“The repudiation of the empire-building function,” Dugin warns his fellows, “would signify the end of the Russian people as a … civilizational phenomenon. Such a repudiation would be tantamount to national suicide”.
In an evocative choice of words, Dugin thus proposes the formation of three “axes” between Moscow-Berlin, Moscow-Tokyo, and Moscow-Teheran.
The means whereby such axes should be created are not necessarily military. Dugin rather calls for a combination of subversion and disinformation by the Russian special services (as above), the strategic use of Russia’s natural resources (notably, gas and oil), and the destabilisation of the American-led global order.
Within Europe, Dugin advises that:
[t]he task of Moscow is to tear Europe away from the control of the U.S. (NATO), to assist European unification, and to strengthen ties with Central Europe under the aegis of the fundamental external axis Moscow-Berlin.
Readers can see here why Dugin might have warmed to Mr Trump’s petering 2016 promises to shelve NATO, leaving aside any alleged philosopher’s love for the ‘real’, anti-liberal America.
The fact that liberal-democratic nations like Germany, France or Japan might seem unlikely to assume their roles in Dugin’s Russian-led Eurasian empire is an obstacle, not a roadblock. These nations must be prodded into becoming less liberal, and less bound to their cross-Atlantic ally.
“In Germany and France,” Dugin advises, “there is a firm anti-Atlanticist tradition …” This tradition is embodied in ethno-nationalist movements like Marine Le Pen’s Front Nationale, whose cause Dugin urges Russia to promote by all means.
Readers can see here a script for the alleged Russian interference in now-President Macron’s 2017 election campaign, leaving aside any newfound love of the philosopher for a ‘real’, non-republican France.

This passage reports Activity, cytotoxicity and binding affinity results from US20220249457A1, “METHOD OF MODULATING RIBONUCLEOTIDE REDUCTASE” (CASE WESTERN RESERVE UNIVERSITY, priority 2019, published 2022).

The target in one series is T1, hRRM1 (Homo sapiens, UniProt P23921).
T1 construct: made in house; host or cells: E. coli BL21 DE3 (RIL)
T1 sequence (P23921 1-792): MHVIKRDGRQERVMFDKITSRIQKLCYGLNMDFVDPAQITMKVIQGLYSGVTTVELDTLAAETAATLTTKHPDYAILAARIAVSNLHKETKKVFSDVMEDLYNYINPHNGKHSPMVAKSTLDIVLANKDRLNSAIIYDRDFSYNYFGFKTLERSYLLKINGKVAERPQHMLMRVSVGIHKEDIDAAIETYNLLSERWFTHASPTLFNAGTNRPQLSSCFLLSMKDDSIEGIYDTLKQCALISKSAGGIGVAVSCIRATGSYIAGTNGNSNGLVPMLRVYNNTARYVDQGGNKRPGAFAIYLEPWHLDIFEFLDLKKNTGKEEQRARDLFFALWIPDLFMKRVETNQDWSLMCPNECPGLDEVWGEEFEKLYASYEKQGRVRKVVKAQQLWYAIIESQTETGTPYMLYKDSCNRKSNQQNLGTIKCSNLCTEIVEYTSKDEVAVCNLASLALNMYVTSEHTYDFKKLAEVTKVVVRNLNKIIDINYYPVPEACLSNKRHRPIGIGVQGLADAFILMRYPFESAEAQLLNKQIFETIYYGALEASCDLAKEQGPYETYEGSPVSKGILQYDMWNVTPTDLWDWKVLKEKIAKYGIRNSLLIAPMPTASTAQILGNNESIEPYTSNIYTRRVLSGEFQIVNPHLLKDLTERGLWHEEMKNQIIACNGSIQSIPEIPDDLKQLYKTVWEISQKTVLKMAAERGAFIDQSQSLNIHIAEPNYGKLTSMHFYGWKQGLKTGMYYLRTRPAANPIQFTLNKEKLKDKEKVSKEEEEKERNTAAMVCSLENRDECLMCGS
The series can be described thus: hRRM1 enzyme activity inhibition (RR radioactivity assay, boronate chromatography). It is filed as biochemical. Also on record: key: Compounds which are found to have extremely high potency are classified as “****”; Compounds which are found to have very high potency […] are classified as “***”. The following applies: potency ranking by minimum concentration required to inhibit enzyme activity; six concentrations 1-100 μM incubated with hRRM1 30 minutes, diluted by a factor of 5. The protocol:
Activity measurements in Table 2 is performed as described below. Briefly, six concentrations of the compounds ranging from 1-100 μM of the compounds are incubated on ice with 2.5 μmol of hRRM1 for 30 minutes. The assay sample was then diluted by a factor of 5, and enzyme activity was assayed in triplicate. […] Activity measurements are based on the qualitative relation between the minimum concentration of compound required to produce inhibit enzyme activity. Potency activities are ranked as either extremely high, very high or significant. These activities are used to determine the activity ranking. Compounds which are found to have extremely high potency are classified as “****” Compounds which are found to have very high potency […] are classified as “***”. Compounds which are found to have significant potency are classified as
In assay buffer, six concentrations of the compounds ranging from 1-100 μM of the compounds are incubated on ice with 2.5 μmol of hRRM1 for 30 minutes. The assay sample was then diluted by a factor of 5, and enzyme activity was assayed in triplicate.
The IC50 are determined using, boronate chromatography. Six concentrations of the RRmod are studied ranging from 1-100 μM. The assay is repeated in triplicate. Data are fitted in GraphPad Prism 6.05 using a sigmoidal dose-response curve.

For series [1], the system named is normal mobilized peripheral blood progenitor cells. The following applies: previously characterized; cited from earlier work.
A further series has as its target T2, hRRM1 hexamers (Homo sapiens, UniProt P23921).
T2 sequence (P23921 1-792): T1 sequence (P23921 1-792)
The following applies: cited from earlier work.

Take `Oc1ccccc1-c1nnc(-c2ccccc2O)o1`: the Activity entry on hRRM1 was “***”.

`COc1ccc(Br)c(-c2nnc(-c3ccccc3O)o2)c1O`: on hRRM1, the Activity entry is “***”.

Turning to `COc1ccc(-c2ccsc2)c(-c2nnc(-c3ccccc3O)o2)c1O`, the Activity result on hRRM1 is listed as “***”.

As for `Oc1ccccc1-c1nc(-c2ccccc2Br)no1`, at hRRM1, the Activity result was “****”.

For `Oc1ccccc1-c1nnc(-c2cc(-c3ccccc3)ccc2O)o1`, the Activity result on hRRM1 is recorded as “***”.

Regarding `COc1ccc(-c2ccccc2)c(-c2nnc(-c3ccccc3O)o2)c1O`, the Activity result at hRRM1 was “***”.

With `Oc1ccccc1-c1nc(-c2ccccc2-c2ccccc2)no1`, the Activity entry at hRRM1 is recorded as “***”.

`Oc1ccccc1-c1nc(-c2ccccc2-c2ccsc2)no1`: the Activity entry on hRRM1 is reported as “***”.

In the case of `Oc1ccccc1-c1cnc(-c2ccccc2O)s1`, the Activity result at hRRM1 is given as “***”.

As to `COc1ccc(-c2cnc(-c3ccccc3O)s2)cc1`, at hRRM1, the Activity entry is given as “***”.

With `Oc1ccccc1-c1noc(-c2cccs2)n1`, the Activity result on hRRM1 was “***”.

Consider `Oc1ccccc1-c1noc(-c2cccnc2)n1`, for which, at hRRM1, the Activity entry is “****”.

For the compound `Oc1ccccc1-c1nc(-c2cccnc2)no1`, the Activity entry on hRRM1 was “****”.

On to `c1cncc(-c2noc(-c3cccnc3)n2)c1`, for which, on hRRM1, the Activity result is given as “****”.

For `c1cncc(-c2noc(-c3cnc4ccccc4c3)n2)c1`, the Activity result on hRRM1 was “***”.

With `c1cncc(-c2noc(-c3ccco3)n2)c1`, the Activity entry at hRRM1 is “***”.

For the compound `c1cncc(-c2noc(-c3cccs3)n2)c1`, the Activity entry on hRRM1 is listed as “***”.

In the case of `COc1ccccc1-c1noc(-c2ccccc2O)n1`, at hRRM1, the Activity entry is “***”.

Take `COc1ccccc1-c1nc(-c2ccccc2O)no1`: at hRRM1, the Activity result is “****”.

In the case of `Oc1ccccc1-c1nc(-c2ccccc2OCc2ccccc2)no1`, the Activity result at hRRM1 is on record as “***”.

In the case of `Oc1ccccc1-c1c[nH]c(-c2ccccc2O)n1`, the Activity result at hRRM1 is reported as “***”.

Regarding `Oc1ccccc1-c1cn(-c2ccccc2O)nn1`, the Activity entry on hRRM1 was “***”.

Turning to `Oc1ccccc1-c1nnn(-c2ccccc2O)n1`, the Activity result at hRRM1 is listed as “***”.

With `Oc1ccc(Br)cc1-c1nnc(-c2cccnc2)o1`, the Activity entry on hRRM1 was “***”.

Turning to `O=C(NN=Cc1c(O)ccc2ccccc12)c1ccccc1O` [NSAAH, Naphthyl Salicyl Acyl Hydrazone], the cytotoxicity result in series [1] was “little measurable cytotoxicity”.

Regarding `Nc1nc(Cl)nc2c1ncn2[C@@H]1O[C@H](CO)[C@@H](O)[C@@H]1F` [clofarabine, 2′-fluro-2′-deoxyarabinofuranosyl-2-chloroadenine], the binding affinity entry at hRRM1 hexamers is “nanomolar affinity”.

Besides, in another leitmotif of the far Right, “the principle of a common enemy” should be played upon to cement new Eurasian alliances.
At the basis of Dugin’s geopolitical thought, that is, we find a further metapolitical mythology. This time it is drawn less from Martin Heidegger than kindred thinkers like Karl Haushofer, Carl Schmitt, and Arthur Moeller van den Bruck.
According to this mythology, all human history has involved a primordial, nigh-Manichean conflict between sea-faring civilizations—which are characteristically more open, but also expansionist and dynamic—and more closed, existentially “rooted”, land-based narodi.
The forces of the former Dugin calls “Atlanticist”, and associates today with the US and the UK (America’s “extraterritorial floating base”). The rightful champion of the forces of the latter, called upon presently to cast down “Atlanticism” in the coming global struggle which will end the world as we know it, is of course Mr Putin’s revitalised Russia.
When the Cause is so Great, buying the odd deceptive Facebook advertisement in roubles, or hacking the odd Democratic email account is very small fare indeed.
“Carthage must be destroyed”?
But do Vladimir Putin and his senior aides buy into the tenets of Alexander Dugin’s extraordinary vision - one which seems to have proven prophetic at least about suspected Russian interference in several recent Western elections?
This is less clear.
With characteristic moderation, the thinker himself celebrated Mr Putin’s November 2000 claim that “Russia has always perceived of itself as a Eurasian country.” This was, for the philosopher, nothing less than “an epochal, grandiose revolutionary admission which, in general, changes everything … There will be a Eurasian millennium.”
However that may be, viewers of the extraordinary 2015-16 interviews between Mr Putin and filmmaker Oliver Stone might have been surprised at how, when describing the staunchly anti-Russian, American Senator John McCain, the Russian President evoked a celebrated episode from the West’s classical past.
McCain was like the Roman Senator Cato the Elder, Putin said. For Cato would finish every speech by declaiming grimly that Carthage, Rome’s seafaring rival, “must be destroyed”.
This discordant moment stuck with me. I only later discovered that Cato’s “Carthago delenda est” is not simply a saying that readers can find repeated on many a Right-wing blog or ‘under the line’ on web-published articles today—where it prompts us to picture America as the new Carthage, set against Russia as the incipient new Rome.
It is also the epigraph of the Eurasianist website geopolitica.ru, on which Alexander Dugin’s “guidelines”, “directives”, lectures and interviews can be openly viewed.
Authors: Matthew Sharpe, Associate Professor in Philosophy, Deakin University